The Meaning of the word "Gentile"
Bible Prophecies and
the European Peoples!
In God's Plan
It is a widely popular view today that the word, 'Gentile,' in our English Bible translations can only refer to non-Israelites, yet the facts prove conclusively otherwise. The following information from leading Bible reference works proves that this word refers instead to 'nations,' representing sometimes the dispersed house of Israel, sometimes non-Israelites, and sometimes both, as in 'all nations'. The word, "Gentile," is an English language substitution for the original New Testament Greek words, 'ethne,' (singular) or 'ethnos,' (plural) and the Old Testament Hebrew words, 'goy' (singular) and 'goyim' (plural).
In teaching that Gentiles can only be non-Israelites, it is held by some that Christ in Matthew 10:6 ("Go not into the way of the Gentiles") was commanding against witnessing to non-Israelites! But in so doing, this makes the Bible contradict itself, for in Matthew 24:14, Christ said the exact opposite: "This gospel of the kingdom must be preached in all the world as a witness unto all nations… [ethnos/Gentiles]." Which is it? Are the "ethnos," or "Gentiles" to hear the Gospel or are they not?
The answer is provided by Messianic Jewish Bible scholar, David H. Stern, in the "Jewish New Testament Commentary," which points out that the word, Gentile has two meanings. (page 531) It was used in a "neutral" sense of any particular nation or nations (which ones to be determined by context), or a "pejorative overtone" as "pagan, heathen." Therefore, it can sometimes refer to "non-Israelites," but not exclusively. Sometimes the singular form, ethne, meant the Jewish nation, and the plural form, ethnos, was used to refer to non-Jewish nations, but again not exclusively. The Jewish nation of Christ's day included large numbers of Israelites, so if the Greek, ethne, and Hebrew, goy, ever refer to the Israelite tribe of Judah, one cannot say that it means non-Israelites!
Kittel's 'Theological Dictionary Of The New Testament," says, "There are 64 passages in the New Testament where we have ethnos or ethne without any special sense or characteristics …About 60 refer to a people or peoples in the general sense, and of these the following have in view the Jewish [Hebrew] people: Luke 7:5, 23:2; John 11:48, 50, 51, 52; 18:35; Acts 10:22; 24:2, 10, 17; 26:4; 28:19; I Peter 2:9…That the expression ethne refers to all nations may be seen from the addition of 'panta' [Greek word for 'all'] in Matthew 24:9, 14; 25:32; 28:19; Mark 11:17; 13:10; Luke 21:24, 24:47; Romans 15:11; Galatians 3:8." (vol 2, p. 369) Again, there is no basis for the supposition that the ethnos, or Gentiles, refers only to non-Israelite peoples. To take one example given by Dr. Kittel, IPeter 2:9 speaks to Israelites saying, "But ye are a chosen generation, a royal priesthood, an holy nation (ethnos), a peculiar people (laos); that ye should show forth the praises of him who hath called you out of darkness into his marvelous light." Peter addresses this letter to Israelites of the "diaspora" (Greek word used in I Peter 1:1), "the chosen strangers of the dispersion" (I Peter 1:1, Fenton Translation) This is a prophecy of the House of Israel becoming Christian in the New Testament era, and they are referred to as both ethnos and laos, words usually translated into English as, "Gentiles."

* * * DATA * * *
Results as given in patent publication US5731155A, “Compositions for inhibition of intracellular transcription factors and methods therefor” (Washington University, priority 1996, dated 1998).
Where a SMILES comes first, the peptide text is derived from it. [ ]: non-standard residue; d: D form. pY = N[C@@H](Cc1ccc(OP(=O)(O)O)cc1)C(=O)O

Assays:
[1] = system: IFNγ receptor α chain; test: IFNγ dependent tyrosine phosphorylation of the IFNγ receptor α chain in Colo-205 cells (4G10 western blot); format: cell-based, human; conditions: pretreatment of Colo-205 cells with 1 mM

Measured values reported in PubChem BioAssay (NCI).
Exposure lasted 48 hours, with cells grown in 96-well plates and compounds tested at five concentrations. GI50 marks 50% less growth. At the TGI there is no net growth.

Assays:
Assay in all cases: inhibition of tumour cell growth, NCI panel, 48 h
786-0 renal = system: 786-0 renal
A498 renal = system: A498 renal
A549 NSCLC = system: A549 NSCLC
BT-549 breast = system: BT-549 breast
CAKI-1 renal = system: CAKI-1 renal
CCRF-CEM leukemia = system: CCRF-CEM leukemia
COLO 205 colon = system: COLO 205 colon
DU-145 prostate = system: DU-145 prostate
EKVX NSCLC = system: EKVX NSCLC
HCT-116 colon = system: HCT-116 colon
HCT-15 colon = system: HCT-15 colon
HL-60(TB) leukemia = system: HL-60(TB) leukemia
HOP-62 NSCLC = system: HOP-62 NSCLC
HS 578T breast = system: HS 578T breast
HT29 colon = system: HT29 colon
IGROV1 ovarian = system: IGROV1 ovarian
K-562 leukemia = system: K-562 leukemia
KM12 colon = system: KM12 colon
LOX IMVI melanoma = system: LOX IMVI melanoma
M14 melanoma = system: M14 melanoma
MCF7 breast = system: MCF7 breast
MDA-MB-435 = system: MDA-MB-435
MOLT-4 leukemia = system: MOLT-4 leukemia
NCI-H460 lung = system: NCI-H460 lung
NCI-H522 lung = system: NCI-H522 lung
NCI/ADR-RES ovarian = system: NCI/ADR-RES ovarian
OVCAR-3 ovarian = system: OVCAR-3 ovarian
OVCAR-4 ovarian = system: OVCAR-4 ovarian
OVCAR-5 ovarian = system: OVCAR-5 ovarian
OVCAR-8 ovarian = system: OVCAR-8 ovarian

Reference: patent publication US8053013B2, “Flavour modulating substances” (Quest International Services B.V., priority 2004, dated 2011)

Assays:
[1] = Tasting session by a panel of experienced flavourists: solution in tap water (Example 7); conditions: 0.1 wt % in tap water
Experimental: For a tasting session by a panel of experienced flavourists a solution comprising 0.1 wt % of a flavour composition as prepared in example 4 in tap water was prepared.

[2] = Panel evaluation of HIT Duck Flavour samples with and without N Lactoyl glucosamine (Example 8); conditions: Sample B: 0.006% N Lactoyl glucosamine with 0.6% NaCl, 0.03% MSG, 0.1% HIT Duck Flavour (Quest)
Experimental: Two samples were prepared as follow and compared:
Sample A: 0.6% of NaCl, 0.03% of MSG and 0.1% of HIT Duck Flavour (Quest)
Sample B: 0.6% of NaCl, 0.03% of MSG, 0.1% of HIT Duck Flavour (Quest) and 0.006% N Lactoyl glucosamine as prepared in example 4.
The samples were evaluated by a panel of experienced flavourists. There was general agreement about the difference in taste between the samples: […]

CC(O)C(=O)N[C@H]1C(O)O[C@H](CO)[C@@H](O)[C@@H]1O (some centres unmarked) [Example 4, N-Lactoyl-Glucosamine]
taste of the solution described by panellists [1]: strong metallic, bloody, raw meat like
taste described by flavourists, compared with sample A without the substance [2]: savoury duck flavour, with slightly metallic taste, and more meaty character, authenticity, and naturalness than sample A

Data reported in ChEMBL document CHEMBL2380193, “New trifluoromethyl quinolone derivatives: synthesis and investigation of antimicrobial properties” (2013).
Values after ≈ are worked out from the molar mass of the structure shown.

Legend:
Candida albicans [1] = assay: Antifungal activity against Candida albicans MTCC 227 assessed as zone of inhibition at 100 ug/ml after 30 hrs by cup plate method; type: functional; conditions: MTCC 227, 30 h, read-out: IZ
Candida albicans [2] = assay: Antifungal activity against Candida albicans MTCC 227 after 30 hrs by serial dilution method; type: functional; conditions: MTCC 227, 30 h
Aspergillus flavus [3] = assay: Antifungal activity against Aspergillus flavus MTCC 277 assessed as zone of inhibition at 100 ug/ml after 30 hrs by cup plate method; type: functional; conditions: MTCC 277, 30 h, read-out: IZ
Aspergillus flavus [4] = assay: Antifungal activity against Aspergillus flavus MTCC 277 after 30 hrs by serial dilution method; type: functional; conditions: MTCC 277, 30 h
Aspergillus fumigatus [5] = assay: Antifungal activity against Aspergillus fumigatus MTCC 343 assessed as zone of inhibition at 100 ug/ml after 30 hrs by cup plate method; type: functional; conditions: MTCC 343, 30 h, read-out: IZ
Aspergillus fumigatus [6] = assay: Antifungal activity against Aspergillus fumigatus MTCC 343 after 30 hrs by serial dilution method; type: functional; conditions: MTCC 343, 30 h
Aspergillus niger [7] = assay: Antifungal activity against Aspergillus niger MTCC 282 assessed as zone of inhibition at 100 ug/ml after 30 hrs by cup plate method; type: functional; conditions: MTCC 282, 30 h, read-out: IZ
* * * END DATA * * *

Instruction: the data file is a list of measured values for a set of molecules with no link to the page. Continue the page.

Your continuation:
Yet another example of "ethnos" or "gentiles" referring to Israelites is found in Romans 11:25, where the Apostle Paul spoke of "the fullness of the gentiles." The "Speaker's Commentary" states, "Ephraim[a prophetic name of the House of Israel] was to be cut off 'from being a people' (Isa. 7:8). It should lose the name, and be scattered across the world; not, however, to perish, but, in accordance with that mysterious oracle, Gen. 48:16-19, to 'multiply like fish in the midst of the earth.' And to 'become the fullness of the nations.'" (vol. 5, p. 106) A note in Calvin's Commentary to Genesis 48 says, "The Hebrew word for fish is from the above root, because of their prolific property; and consequently the use of such a term naturally suggests the notion of an extraordinary increase." Through this prophesied great increase, Israel grew into a fullness of nations.
The learned Dr. Henry Aldersmith stated, "Both Dr. Delitzsch's translation of the New Testament into Hebrew, and Ginzburg-Salkinson's Hebrew New Testament, have absolutely the same Hebrew words in Rom. 11:25, that we find in Gen. 48:19 in the Hebrew Old Testament, and in these two verses only in the whole Bible. …When the 'fullness of the Gentiles' had to be rendered into Hebrew, the most eminent scholars naturally employed the phrase used in the promised birthright blessing given to Ephraim-Israel in Gen. 49!" (Fullness of the Nations, p. 72-73) In other words, the "Gentiles" who were promised to become a "fullness of nations" in the latter days were Ephraim, the ten lost tribes of Israel!